PORT ST. LUCIE — The Mets spent Friday in limbo, waiting to find out the next steps they would take after spring training was shuttered around the league.

The work stoppage caused by the coronavirus pandemic will no doubt throw every team into turmoil, and it’s just the latest part of an especially chaotic offseason for the Mets.

The uncertainty began on Oct. 3, when the Mets fired manager Mickey Callaway.

That kicked off a month-long search for a new manager, which ended on Nov. 1, when they hired Carlos Beltran.

The excitement of that move lasted less than two weeks before Beltran’s name surfaced in the Astros’ sign-stealing scandal that, until the past few days, figured to dominate much of the regular season.

Beltran denied involvement to The Post’s Joel Sherman, however, and he remained the Mets’ manager.

With Beltran still at the helm, the Wilpons entered into an agreement in December to sell 80 percent of the franchise for $2.6 billion to hedge-fund billionaire Steve Cohen, briefly leading to the notion that the team would get an influx of cash, resulting in an eventual increase in payroll.

Then came the revelation by The Post that in May of last year, Yoenis Cespedes suffered multiple fractures to his right ankle when he fell after being startled by a wild boar on his Port St. Lucie ranch.

The accident resulted in Cespedes agreeing to a significant pay cut of approximately $30 million for both last year and this one — with the opportunity to earn back roughly half of that amount by playing extensively in 2020.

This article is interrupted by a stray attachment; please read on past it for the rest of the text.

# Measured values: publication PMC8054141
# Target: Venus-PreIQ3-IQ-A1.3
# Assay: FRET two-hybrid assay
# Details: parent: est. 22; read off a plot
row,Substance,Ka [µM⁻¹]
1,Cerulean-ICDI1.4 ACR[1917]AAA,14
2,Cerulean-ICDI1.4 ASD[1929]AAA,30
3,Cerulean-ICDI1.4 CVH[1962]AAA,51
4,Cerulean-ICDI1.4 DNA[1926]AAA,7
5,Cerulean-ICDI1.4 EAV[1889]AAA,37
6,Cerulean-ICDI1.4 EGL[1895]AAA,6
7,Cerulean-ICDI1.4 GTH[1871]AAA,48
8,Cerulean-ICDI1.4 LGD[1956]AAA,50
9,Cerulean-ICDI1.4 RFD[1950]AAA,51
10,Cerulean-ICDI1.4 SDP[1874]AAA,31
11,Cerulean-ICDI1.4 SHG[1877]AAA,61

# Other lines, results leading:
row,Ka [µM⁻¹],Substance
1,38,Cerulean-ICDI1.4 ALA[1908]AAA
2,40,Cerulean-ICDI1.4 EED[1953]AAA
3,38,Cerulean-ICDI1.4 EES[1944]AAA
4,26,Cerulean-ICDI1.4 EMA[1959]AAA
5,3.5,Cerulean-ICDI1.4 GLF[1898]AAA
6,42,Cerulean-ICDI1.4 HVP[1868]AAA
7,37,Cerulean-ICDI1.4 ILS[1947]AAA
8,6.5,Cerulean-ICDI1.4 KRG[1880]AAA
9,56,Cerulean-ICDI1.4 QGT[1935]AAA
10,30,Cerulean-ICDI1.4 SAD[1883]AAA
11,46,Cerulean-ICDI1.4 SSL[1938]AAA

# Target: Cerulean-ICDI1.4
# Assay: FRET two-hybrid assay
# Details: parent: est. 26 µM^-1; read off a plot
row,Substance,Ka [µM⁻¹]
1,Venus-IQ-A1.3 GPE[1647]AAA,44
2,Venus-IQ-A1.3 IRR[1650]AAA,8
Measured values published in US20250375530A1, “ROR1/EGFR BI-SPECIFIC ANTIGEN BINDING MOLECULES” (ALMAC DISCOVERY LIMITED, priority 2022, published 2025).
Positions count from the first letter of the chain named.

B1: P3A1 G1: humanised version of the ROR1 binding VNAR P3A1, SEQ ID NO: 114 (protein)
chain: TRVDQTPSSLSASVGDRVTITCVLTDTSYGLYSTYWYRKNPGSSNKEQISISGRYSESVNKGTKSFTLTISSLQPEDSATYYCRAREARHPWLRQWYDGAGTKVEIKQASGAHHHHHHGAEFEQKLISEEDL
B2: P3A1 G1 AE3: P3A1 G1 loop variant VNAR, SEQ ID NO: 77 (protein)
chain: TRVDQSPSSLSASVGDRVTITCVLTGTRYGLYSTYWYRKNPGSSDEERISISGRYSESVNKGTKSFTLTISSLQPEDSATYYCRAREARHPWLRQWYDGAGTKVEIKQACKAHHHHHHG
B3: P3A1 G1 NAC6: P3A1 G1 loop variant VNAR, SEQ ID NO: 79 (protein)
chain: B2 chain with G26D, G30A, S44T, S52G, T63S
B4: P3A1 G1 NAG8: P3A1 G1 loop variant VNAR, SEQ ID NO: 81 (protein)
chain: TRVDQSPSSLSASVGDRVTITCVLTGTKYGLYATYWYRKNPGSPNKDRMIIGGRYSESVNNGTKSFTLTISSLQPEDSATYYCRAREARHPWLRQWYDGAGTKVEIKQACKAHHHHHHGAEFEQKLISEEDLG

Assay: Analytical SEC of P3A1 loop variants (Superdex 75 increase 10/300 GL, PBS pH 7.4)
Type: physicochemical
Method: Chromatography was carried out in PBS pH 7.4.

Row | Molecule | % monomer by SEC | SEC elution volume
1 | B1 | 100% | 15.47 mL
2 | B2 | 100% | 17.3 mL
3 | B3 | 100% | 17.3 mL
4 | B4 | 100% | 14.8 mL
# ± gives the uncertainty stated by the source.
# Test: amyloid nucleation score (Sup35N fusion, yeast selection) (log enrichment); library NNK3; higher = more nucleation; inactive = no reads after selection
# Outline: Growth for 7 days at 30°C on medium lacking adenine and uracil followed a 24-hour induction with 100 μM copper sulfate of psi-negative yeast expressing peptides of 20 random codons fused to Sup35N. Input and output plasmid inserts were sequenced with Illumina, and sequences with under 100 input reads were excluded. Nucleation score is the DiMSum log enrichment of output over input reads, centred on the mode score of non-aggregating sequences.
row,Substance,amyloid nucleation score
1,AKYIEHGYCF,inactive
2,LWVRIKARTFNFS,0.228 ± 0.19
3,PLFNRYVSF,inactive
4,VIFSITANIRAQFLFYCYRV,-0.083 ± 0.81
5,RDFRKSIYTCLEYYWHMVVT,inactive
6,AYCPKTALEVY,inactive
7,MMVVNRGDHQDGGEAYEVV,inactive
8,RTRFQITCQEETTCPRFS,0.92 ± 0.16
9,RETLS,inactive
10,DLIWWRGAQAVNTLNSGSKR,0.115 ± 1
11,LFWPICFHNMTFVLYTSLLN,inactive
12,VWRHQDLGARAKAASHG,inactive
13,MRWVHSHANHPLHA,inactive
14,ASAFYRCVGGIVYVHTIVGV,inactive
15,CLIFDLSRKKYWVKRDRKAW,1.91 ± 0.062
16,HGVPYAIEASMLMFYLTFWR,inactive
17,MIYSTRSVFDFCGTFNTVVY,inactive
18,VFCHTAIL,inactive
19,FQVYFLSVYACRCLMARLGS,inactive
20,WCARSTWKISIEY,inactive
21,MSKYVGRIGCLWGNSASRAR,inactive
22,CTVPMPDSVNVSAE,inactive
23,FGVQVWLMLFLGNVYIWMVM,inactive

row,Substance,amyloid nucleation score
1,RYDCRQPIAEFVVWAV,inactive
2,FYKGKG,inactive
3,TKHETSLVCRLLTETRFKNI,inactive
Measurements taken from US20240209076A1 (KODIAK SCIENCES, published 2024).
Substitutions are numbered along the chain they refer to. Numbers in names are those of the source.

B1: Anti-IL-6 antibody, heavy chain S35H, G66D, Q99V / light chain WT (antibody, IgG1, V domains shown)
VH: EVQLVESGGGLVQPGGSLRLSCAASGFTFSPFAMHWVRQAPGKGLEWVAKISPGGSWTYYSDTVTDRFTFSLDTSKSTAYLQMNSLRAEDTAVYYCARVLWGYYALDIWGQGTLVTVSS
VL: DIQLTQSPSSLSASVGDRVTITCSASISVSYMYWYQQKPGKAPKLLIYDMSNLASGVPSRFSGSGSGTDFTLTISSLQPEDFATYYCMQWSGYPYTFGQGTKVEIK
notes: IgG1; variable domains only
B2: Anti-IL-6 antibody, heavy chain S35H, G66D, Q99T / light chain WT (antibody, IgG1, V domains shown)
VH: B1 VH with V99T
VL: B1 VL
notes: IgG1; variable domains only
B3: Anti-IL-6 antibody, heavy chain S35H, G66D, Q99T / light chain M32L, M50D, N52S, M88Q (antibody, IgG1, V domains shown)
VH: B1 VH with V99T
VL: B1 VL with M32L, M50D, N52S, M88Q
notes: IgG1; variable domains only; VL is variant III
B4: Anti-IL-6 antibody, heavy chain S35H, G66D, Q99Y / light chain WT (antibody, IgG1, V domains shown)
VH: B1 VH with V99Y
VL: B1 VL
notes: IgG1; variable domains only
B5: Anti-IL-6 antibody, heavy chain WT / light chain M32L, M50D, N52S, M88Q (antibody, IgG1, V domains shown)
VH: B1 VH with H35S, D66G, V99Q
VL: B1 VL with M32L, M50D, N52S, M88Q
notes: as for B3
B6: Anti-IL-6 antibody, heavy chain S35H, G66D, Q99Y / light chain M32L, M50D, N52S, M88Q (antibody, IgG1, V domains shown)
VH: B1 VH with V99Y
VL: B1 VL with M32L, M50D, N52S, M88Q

He had been limited to simulated games before the Grapefruit League season was shut down Thursday.

The Cespedes news was followed by MLB singling out Beltran in its official report regarding the Astros’ 2017 scandal.

The Mets and Beltran ultimately decided to part ways, leaving the team without a manager yet again, this time with less than a month to go before pitchers and catchers reported to spring training. Houston manager A.J. Hinch and Boston manager Alex Cora were also fired for their roles in the scandal.

After Beltran’s departure, the Mets soon landed on Luis Rojas to replace him. The 38-year-old served as the team’s quality control coach last season and had worked his way up through the organization’s minor league system.

In the meantime, the potential sale of the team to Cohen fell through, keeping the Wilpons in charge indefinitely.

As for Rojas, the young manager is well-respected for his work in the game, but was still thrust into a tough situation, given his hiring came so close to spring training.

Rojas seemed to be growing more comfortable in the role when the coronavirus crisis began encroaching on the sports world, first with clubhouses being closed to non-essential personnel and then with the closing down of spring training a day after the NBA season was suspended after Jazz center Rudy Gobert tested positive for COVID-19.

Even that touched the Mets, because Gobert’s teammate Donovan Mitchell, son of Mets director of player relations and community engagement Donovan Mitchell Sr., also tested positive. The Jazz played the Knicks at Madison Square Garden on March 4, and Mitchell Sr. attended the game. He tested negative for the virus, the Mets said Friday night.

Mitchell Sr. returned to Florida the following day and had been regularly at work at the Mets’ spring training complex through Wednesday. No other team employees were scheduled for tests as of Thursday.

Whenever MLB returns to action, Rojas and the Mets figure to have even more to figure out, but this time, they will have plenty of company.